Watching Cloud Control from the bar, it’s getting dark. I’ve been drinking solidly since the car queue. It’s starting to show. Words aren’t really coming out very well. I run into a guy I went to school with at fourteen. He takes me for a walk and puts something in my nostril. Things immediately get clearer. I keep running into more random friends, more here than I ever would in Melbourne. Clusterfuck is running around like a circus employee. The Girl With the Leopard Print Tattoo arrives, straight from work in Melbourne, looking flushed and flustered. The three of us end up sitting with a guy who was in my Year 12 school play. Meredith is a strange vortex of a place, where people are swirled around in a bolus of past and present and any number of potential futures, mouthwash in the maw of time and destiny. It’s no surprise when some dude apparently appears from the stratosphere and crash-lands onto our table.
One of the best things about Meredith is the educational aspect. Every year there are bands you’ve never heard of. Every year the bulk of them kick arse. The Reverend Horton Heat is one such act, a rockabilly trio from Texas who play as hard as anyone I’ve ever seen. The Reverend himself must be pushing fifty, but he smashes the shit out of his songs with more energy than I’ve had in all of my twenties combined. I follow The Girl With The Leopard Print Tattoo into the middle of the crowd, like tracking an antelope through thick jungle. Don’t ask me what the antelope is doing in the jungle. I’m not David fucking Attenborough. “This song is called ‘Drinkin’ and Cigarettes’”, says the Rev. I am currently enjoying both of those things. I cheer the cheer of a man on the same team. The pace of the upright bass is impressive, the waxed coif of the bassist equally so. Looking at this band, it could be any year in the last 30. The Reverend’s voice pelts us like gravel to the face. ‘Psychobilly Freakout’ gets torn a new one. It’s impossible not to dance like a junkie marionette.
It’s midnight. With no sleep and sixteen hours of heavy drinking, the wall arrives hard. And it’s Arctic out here, even my hefty drunk-blanket getting threadbare. We brought four slabs – three girls, two guys, we said, should be right. By now we only have one left. The Captain has found herself some random dude with dreadlocks and giant goggles, half passed out in her lap. He looks like he’s just crashed his Zeppelin. I try my hardest not to make that into a euphemism. I’m keen to see Clipse, so I tell Gramma and Aquaman to wake me up in an hour. Apparently they try, and I yell incoherent abuse at them for five minutes before passing out again. The next morning holds no memory of that at all.
The next morning does hold more bacon and egg sandwiches, and a vague suspicion that someone has directed a stampede of wildebeest through my head and internal workings. Everyone is back at the couches in good time. Santa Eastwood is fishing peach slices out of a can with the arm of his aviators. Teabag is busily assembling a giant Nerf gun with a belt of foam darts. He aims it at The Folded Ear and pulls the trigger, only for the dart to flop lamely to the ground about four inches from the barrel. Teabag looks crushed. It is the greatest display of impotence since the Polish cavalry attacked the German Panzer divisions on horseback. And at least the cavalry looked hard-arse while they did it.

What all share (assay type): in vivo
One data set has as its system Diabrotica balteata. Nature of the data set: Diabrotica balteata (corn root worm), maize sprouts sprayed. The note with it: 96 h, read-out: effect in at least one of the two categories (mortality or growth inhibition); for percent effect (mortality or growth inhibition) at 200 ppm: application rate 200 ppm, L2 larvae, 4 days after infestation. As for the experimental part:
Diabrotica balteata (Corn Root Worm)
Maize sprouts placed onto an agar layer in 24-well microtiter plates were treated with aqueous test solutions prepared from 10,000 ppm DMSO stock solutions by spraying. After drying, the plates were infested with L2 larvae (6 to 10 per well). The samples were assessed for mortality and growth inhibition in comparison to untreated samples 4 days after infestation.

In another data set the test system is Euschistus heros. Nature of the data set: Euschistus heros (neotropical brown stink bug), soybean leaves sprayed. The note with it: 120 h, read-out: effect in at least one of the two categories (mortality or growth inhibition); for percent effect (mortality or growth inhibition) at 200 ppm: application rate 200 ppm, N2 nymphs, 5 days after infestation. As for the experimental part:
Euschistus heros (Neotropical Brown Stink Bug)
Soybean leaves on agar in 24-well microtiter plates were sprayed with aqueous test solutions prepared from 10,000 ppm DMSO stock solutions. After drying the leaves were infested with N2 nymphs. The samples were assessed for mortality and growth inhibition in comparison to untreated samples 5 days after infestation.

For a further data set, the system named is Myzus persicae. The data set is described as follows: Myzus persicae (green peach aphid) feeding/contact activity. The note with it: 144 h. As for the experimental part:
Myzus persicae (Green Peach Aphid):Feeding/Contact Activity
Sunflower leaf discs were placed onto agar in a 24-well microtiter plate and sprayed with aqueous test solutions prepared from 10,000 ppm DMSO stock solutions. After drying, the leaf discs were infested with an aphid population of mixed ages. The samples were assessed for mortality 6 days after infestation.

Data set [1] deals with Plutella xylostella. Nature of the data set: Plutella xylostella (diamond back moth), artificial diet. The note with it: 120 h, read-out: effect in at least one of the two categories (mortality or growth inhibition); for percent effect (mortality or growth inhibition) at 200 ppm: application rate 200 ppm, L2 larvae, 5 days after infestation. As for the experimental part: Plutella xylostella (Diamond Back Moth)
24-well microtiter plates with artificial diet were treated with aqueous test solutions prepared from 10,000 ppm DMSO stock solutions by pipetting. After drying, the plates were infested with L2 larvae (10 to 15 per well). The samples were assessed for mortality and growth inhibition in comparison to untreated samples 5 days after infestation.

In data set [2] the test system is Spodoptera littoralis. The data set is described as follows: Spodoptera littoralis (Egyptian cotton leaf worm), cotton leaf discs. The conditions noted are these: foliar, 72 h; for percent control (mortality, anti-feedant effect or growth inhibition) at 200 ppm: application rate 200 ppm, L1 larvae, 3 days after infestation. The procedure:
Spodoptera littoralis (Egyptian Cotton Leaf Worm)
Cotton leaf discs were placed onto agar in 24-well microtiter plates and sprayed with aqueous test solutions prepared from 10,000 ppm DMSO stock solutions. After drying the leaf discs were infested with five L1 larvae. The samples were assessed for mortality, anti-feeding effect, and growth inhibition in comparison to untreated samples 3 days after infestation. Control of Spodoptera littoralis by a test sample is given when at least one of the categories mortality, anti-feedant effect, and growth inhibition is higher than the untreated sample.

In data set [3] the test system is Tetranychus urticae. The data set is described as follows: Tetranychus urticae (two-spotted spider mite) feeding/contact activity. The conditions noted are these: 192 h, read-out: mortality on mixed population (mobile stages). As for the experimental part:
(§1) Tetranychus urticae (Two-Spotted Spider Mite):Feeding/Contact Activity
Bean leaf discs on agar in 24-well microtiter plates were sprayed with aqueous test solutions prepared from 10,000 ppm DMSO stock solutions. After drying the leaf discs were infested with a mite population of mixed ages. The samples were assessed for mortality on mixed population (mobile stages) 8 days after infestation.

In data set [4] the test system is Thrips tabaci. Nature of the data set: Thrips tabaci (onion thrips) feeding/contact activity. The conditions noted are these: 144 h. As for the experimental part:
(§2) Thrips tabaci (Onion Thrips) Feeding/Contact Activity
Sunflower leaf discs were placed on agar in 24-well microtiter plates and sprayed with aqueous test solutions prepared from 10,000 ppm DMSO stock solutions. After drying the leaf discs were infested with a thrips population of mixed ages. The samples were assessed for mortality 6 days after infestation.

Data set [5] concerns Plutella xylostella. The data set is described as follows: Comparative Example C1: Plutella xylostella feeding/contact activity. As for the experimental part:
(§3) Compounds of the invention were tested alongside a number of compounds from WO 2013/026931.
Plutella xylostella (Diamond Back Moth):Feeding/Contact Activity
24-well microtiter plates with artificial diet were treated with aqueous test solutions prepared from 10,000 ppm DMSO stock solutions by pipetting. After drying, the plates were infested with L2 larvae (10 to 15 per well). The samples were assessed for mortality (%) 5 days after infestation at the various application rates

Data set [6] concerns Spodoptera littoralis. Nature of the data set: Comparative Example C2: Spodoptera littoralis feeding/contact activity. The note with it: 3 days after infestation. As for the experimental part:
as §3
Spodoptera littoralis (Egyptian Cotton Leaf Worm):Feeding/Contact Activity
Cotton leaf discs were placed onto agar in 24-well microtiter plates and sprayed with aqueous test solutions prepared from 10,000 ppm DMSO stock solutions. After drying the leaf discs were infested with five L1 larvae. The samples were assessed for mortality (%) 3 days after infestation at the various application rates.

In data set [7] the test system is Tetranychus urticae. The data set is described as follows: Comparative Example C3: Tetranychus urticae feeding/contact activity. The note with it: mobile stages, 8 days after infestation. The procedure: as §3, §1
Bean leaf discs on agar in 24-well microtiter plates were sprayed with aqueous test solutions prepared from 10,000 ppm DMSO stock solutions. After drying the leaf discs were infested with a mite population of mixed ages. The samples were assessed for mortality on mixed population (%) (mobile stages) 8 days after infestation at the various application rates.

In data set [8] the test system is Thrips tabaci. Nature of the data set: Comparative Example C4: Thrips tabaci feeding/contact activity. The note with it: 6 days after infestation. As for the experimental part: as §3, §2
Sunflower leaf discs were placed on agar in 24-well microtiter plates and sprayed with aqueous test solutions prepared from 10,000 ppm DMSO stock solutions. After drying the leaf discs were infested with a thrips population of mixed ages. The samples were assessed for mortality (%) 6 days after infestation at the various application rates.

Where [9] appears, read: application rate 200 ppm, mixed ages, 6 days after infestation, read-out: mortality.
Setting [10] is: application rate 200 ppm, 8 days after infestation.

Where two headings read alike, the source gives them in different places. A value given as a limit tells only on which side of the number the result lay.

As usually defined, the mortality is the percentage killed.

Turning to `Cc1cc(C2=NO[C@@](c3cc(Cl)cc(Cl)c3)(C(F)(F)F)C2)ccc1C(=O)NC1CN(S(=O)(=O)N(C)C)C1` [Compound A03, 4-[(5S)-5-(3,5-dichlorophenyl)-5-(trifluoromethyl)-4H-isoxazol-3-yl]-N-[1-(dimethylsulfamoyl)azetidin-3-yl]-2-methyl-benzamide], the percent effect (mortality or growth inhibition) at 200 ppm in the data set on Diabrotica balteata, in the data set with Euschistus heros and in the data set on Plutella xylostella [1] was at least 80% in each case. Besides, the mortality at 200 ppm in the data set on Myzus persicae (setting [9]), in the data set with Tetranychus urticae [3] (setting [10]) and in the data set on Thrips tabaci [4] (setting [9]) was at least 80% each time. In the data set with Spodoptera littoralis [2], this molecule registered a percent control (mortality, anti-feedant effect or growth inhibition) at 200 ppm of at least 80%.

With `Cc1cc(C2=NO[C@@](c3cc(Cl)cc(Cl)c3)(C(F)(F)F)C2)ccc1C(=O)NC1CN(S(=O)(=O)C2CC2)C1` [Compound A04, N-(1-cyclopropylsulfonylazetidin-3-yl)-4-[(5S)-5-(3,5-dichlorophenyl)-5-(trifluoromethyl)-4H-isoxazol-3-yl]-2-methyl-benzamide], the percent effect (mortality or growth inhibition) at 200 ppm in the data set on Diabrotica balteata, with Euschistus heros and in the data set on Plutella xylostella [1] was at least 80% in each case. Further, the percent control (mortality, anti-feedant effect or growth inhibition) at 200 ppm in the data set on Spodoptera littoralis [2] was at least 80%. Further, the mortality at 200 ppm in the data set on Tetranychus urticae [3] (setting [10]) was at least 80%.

Jesus has the haunted eyes of one who spent a hard night. He tells me he came straight from Echuca, where it has been humid and warm, wearing boardies and thongs. His only extra clothes are a wetsuit vest and a thin cotton Meredith hoodie that he just bought from the merch tent. His sleeping bag is two nylon sheets sewn together. There is always someone like this: a human hymn to the suffering of the underprepared.
Washed Out play a happiness-inducing set, all light and synth and interstitial spaces, though a little light-on to be truly effective. Then CW Stoneking takes the stage like a colossus. It’s one of those joyous moments of music, when someone does something that is so distinctly their own. This odd man, dressed something like an old-time carnival tout, recounts rambling tales through the medium of 1920s blues, with a voice that should be coming out of a black man in New Orleans. His tales of shipwrecks, African strandings, and the delirium of a hard-drinking life weave together, so that however ridiculous the story, everything is tinged with plausibility.
El Guincho brings back the latino vibe, something of a theme this festival, and has things looking pretty hopeful until The Fall come on. This has to be one of the worst sets I’ve ever seen a band being paid good money to provide. Mark Smith blurts out atonal, incoherent rambles over sheer noise. Not the good kind of noise. Just…noise. They sound like a shit teenage garage band. In fact you could have replaced him with the guy who collapsed on our table last night, and no-one would have noticed. “I hate festivals!” he yells repeatedly at one point in adolescent pique. Wow, man. You hate things. You are just so incredibly cool that everyone wants your babies.
Custard rocks up afterwards, and we revert to a feelgood vibe, recalling a time when the